Organization of the Library in Geneva; monthly list of book catalogue; admission of library students (interns); supply of documents by Headquarters Distribution Section, by the Sales Section, by the Department of Public Information; access and loan; visits to the Geneva Library; binding service; renovation of Periodical Reading Room; correspondence with governments, individuals and asssociations; furniture for room 352 (Archives); WHO photostat charges; dictionnaires, United Nations Bulletin; relations with other European Office services; relations with FAO, UNDP, UNHCR, ECE, WHO, UNCTAD, UNITAR, UN Social Defense Research Institute; papers of Lord Perth (Sir Eric Drummond), of Mr. Avenol, of Mr. Sean Lester; correspondence on Rockfeller Foundation (Mr. Sweetser); lost books; correspondence with Mr. Donald Cook, with Noel-Baker, with Bertram Pickard, concerning Verwaltungshochschule, ARGUS international de la presse S.A., Maison des Sciences de l'Homme, OCEANA Publications, Inc., Research Publications, Inc.; publication of Mr. G. Thompson's thesis; missions of and correspondence with Mr. Breycha-Vauthier; lighting of Library; International Conferences on the Peaceful Uses of Atomic Energy 1955-1958; Conference of Experts on Nuclear Tests 1958-1959; Conference on Diplomatic Intercourse and Immunities 1961; Nansen Office stamps; protection of Library material; "Danzig Archives"; questionnaires, enquiries and requests; missions; computer-assisted indexing; reproduction printing, filming; Library staff's private obligations or outside activities.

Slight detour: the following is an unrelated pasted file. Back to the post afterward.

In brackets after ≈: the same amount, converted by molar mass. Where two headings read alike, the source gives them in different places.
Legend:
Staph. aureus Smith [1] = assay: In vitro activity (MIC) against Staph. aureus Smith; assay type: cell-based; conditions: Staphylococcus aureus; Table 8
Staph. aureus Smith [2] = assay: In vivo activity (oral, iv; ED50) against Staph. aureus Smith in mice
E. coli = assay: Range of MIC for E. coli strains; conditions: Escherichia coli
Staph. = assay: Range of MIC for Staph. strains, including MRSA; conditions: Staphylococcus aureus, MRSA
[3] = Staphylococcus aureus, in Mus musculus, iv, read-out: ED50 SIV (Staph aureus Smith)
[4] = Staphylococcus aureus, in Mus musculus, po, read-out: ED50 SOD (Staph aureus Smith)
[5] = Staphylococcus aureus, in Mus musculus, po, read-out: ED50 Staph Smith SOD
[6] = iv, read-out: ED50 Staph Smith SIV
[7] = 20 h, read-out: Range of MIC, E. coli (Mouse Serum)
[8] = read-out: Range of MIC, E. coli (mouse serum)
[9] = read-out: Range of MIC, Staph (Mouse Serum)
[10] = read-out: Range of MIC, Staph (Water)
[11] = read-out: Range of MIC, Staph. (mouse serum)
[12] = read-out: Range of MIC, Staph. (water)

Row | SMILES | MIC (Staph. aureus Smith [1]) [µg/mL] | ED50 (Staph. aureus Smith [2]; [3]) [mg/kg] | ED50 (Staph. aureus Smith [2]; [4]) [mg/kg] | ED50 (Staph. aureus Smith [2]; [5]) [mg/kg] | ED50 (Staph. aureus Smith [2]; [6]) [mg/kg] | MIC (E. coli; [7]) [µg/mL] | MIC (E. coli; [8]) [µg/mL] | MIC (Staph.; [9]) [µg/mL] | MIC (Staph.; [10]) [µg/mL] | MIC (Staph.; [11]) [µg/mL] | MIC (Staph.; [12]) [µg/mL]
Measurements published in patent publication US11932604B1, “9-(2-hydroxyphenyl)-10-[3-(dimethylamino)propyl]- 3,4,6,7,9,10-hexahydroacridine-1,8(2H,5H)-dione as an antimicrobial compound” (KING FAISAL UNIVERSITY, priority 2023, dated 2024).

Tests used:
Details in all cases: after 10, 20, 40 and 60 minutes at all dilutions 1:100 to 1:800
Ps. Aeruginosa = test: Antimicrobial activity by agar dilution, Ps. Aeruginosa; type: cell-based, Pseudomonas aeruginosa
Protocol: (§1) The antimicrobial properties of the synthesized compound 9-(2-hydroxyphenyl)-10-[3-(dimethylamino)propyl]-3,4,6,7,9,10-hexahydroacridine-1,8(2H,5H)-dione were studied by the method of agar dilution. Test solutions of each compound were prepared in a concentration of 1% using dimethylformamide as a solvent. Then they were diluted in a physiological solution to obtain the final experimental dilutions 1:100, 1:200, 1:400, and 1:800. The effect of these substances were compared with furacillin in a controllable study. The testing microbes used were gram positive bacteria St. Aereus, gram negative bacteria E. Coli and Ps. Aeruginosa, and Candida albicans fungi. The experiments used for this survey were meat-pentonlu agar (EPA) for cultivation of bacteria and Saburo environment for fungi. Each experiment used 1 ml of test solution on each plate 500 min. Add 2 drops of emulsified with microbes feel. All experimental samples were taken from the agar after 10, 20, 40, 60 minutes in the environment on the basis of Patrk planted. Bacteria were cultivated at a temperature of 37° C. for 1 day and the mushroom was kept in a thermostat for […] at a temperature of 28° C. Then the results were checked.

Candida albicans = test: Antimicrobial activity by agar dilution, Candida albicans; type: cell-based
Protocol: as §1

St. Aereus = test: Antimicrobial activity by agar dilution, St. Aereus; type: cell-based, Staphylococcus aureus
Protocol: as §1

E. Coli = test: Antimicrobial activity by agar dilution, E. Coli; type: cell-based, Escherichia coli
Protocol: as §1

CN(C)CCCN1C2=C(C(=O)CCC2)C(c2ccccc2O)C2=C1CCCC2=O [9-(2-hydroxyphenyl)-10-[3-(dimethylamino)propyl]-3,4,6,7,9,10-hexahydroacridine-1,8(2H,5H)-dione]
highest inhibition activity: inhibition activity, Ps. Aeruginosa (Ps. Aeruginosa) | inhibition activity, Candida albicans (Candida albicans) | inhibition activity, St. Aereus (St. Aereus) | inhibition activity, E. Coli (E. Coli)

S. Lester's comments in reply to A. Sweetser's letter about publicity made on the League of Nations: no mention about the difficulties S. Lester faced to maintain the League of Nations headquarters at Geneva and get enough money to carry on vital technical activities, no mention about the fact that the more efforts made for economies and they were tremendous, the more they demanded; for publicity two things are needed: one is work or results and the other is an adequate press service, but the second is absolutely useless without the former; no mention about the fact that nothing mattered that was not on the American continent; Welles' speech was almost the only public declaration by any statesman on the League of Nations; for governments the decline in activity and importance of the League of Nations was more striking than what had been kept and what had been done; S. Lester wished the Supervisory Commission to visit Geneva.
About special guests to be invited to the final Assembly of the League of Nations and on A. Sweetser's attendance.
A. Sweetser regretted not being able to attend the final Assembly.
Letter from Arthur Sweetser, United States, Office of the League of Nations Secretary General, Information Section, to Lewis Lerwin: League of Nations 19th Assembly: M. Litvinov's speech defining Soviet policy; British and French Foreign Ministers absent; Geneva appears as the most impartial observation post in Europe; opinion divided; questions discussed: how best organise international relations, mediation and peaceful settlements, separation of the Covenant from the peace treaties, budget, armed conflicts in China and Spain, economics and finance, social and humanitarian issues; American position and policy; period of Big Powers domination.